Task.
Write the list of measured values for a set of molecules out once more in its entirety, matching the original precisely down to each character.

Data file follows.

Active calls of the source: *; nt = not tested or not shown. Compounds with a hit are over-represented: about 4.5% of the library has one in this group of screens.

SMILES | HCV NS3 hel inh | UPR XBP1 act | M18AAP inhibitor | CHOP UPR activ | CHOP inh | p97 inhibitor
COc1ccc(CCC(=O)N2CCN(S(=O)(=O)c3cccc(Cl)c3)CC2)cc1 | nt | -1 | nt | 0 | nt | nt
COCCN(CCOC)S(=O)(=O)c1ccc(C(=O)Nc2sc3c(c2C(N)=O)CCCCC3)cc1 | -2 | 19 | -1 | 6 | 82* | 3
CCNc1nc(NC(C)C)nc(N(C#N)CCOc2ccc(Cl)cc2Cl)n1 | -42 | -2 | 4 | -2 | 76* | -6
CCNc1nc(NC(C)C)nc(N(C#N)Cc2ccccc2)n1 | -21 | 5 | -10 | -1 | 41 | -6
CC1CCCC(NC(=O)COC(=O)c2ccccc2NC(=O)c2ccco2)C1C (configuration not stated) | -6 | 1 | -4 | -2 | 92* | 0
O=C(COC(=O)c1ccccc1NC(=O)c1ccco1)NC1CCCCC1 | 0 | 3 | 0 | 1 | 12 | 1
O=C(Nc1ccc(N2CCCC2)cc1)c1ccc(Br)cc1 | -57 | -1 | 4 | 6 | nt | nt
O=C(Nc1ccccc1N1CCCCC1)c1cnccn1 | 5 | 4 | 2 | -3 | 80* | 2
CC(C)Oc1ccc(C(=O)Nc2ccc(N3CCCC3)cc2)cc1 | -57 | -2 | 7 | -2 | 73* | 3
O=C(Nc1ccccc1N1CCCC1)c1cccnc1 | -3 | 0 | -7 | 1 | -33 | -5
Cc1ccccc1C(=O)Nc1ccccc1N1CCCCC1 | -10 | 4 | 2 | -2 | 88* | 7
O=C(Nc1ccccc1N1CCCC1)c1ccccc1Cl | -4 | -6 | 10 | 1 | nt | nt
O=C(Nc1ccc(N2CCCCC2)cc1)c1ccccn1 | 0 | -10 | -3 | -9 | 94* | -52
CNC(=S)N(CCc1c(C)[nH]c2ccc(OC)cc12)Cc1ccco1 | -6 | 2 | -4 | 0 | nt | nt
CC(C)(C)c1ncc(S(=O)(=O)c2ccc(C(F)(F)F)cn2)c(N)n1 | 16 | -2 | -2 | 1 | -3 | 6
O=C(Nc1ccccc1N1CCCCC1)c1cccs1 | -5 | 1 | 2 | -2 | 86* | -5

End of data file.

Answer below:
Active calls of the source: *; nt = not tested or not shown. Compounds with a hit are over-represented: about 4.5% of the library has one in this group of screens.

SMILES | HCV NS3 hel inh | UPR XBP1 act | M18AAP inhibitor | CHOP UPR activ | CHOP inh | p97 inhibitor
COc1ccc(CCC(=O)N2CCN(S(=O)(=O)c3cccc(Cl)c3)CC2)cc1 | nt | -1 | nt | 0 | nt | nt
COCCN(CCOC)S(=O)(=O)c1ccc(C(=O)Nc2sc3c(c2C(N)=O)CCCCC3)cc1 | -2 | 19 | -1 | 6 | 82* | 3
CCNc1nc(NC(C)C)nc(N(C#N)CCOc2ccc(Cl)cc2Cl)n1 | -42 | -2 | 4 | -2 | 76* | -6
CCNc1nc(NC(C)C)nc(N(C#N)Cc2ccccc2)n1 | -21 | 5 | -10 | -1 | 41 | -6
CC1CCCC(NC(=O)COC(=O)c2ccccc2NC(=O)c2ccco2)C1C (configuration not stated) | -6 | 1 | -4 | -2 | 92* | 0
O=C(COC(=O)c1ccccc1NC(=O)c1ccco1)NC1CCCCC1 | 0 | 3 | 0 | 1 | 12 | 1
O=C(Nc1ccc(N2CCCC2)cc1)c1ccc(Br)cc1 | -57 | -1 | 4 | 6 | nt | nt
O=C(Nc1ccccc1N1CCCCC1)c1cnccn1 | 5 | 4 | 2 | -3 | 80* | 2
CC(C)Oc1ccc(C(=O)Nc2ccc(N3CCCC3)cc2)cc1 | -57 | -2 | 7 | -2 | 73* | 3
O=C(Nc1ccccc1N1CCCC1)c1cccnc1 | -3 | 0 | -7 | 1 | -33 | -5
Cc1ccccc1C(=O)Nc1ccccc1N1CCCCC1 | -10 | 4 | 2 | -2 | 88* | 7
O=C(Nc1ccccc1N1CCCC1)c1ccccc1Cl | -4 | -6 | 10 | 1 | nt | nt
O=C(Nc1ccc(N2CCCCC2)cc1)c1ccccn1 | 0 | -10 | -3 | -9 | 94* | -52
CNC(=S)N(CCc1c(C)[nH]c2ccc(OC)cc12)Cc1ccco1 | -6 | 2 | -4 | 0 | nt | nt
CC(C)(C)c1ncc(S(=O)(=O)c2ccc(C(F)(F)F)cn2)c(N)n1 | 16 | -2 | -2 | 1 | -3 | 6
O=C(Nc1ccccc1N1CCCCC1)c1cccs1 | -5 | 1 | 2 | -2 | 86* | -5